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Standing out from competition?

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  • Standing out from competition?

    Okay, please forgive me if I ramble a bit.

    I currently work at a graphic designer as an advertising agency. Honestly, I love my job even though it has its ups and downs. However, the one thing that is really pressuring me to find something new is that I am living in the same city where I was born and raised, went to college here, etc. Maybe that sounds like a silly reason to move on but I feel like I NEED a change of scenery. However, I do not want to sacrifice my needs/goals for any old job, and I donít want to take a step back in my career just to move to a bigger city.

    My dream city is Denver. But from my job search so far (I started back in June) I have learned that the market seems to be oversaturated with designers looking for advertising careers, especially with CU Boulder nearby. The job listings are few and far between, the ones that do have openings seem to constantly advertise to ďlocal residents only.Ē Iíve reached out via email to many of these agencies, typically get the same generic response that they donít have any openings and if they do they will be advertised on the website.

    There is one agency in particular that I would consider my ďdreamĒ agency. They are small, seem to have a similar company culture to the agency I currently work for, and work with the same type of clients based on what Iíve seen on their website. I reached out via email and got no response, so I decided to start a free LinkedIn premium trial so I could try to connect that way. I was able to find one of the associate creative directors on there, and his bio said that he is always looking for talent so I thought he would be the perfect person to reach out to. I think it was beneficial, we exchanged compliments on different projects we both had worked on, I asked if he had any insight on the market, and sent him my portfolio in the event any design positions opened up in the future.

    My question is, what are your thoughts on sending personalized portfolios to different companies as a self-promotion piece? I know there is the risk of it ending up in the garbage or never even being read, but I am curious if it is something that could make me stand out from the competition, or will it just look stalkerish? Iím not talking about a huge elaborate portfolio, but perhaps a small booklet or brochure, something that folds up and I could sneak my resume in there as well?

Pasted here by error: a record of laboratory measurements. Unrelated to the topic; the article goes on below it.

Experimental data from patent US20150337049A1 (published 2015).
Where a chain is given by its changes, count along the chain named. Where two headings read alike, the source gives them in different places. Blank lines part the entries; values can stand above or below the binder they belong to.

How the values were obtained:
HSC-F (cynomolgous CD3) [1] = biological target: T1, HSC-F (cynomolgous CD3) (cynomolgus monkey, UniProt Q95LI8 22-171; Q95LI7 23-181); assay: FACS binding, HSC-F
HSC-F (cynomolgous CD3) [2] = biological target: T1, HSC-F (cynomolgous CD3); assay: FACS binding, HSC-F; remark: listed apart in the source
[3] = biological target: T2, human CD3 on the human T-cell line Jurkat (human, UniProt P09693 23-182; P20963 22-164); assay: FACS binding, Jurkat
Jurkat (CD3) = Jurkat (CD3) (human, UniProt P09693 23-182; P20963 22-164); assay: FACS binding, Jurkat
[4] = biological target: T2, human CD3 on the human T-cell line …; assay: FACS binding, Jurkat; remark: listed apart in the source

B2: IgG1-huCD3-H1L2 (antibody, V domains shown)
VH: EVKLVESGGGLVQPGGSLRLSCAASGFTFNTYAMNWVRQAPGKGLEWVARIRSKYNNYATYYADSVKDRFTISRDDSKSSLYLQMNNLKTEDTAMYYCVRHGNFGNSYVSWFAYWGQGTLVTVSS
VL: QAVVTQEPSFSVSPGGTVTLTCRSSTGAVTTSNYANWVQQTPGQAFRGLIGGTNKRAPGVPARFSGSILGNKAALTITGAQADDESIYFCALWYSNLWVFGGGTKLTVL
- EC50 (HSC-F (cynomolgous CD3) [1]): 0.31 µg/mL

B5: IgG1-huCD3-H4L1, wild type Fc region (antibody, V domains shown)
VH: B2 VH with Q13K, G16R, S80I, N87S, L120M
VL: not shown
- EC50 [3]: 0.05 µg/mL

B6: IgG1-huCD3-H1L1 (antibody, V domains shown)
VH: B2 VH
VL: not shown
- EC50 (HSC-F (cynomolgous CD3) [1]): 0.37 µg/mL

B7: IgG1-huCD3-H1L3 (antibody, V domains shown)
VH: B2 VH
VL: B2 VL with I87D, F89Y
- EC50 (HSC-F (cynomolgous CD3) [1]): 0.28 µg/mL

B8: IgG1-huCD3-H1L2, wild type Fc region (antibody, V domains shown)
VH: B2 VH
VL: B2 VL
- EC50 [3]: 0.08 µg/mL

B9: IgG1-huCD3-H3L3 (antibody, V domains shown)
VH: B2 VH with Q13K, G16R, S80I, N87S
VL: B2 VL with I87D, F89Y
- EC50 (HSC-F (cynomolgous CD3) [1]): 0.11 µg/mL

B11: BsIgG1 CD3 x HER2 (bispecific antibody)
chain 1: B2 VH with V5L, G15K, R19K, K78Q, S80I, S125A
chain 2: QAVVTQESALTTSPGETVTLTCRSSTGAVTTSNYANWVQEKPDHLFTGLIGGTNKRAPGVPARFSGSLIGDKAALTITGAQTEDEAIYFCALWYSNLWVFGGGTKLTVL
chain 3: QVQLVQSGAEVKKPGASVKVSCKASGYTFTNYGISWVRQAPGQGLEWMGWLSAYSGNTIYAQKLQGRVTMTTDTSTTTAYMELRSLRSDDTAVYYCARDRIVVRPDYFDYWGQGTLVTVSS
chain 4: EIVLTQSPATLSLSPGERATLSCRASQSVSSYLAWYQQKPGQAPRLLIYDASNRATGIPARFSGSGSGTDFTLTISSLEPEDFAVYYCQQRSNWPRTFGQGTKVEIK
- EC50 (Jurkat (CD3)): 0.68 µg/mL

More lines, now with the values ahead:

One of my good designer friends always sent ďcare packagesĒ (aka leave behinds) after interviews and apparently a lot of the places she interviewed with thought it was an awesome idea.

    Idk, Iím just trying to think how I can possibly stand out in this sea of competition. Iíve gotten some really promising interviews, in some cases have gotten to interview 3 or 4, and then the rejection comes rolling in. Iíve gotten positive feedback on my portfolio, though I think I am just going to try to revamp all of my personal branding, including my website.

  • #2
    Hah! You're different from me in that I'd love to move away from the Denver-sized city where I'm living and back to the much smaller place where I grew up. The wife won't go for it, though.

    Anyway, there's absolutely nothing wrong with self-promotion. I mean, you're working at an ad agency, and what do ad agencies do? They help other companies promote themselves. So why should what you're already doing for others not work for yourself? That's especially true when promoting yourself to other ad agencies, in that they'll be the perfect target audience to appreciate a good pitch. With a bit of luck, they'll say to themselves, we like this person's work and we like the fact that this person knows how to use advertising and promotion to find a job. I mean, it just sort of all makes sense, right?

    That said, it's still a shot in the dark. When a company advertises they have an opening, it means they're looking for someone. If they're not putting out help-wanted ads, the chances are they don't need anyone. Even so, your self-promotion will put your name and your work in front of those people who might be considering staffing up a bit or who will be doing so down the road. If your work is really good, there just might be an agency out there that says to themselves, we ought to snag this person while we have a chance.

    Another thing to consider is that many agencies in a medium-sized city, like Denver, operate in a regional environment where most everyone in the business knows or is familiar with each other's work. There's a lot of informal networking relationships that develop and when jobs open up, it's those connections that make a whole lot of difference. Even if you don't live in the Denver area right now, it's going to do nothing but help your chances by inserting yourself into that network through your self-promotions, personal contacts, social media messaging, etc.

    The choices really are to sit back and wait while keeping your eyes open for available jobs or being proactive and looking for them. Bottom line: I think you've got a good plan.






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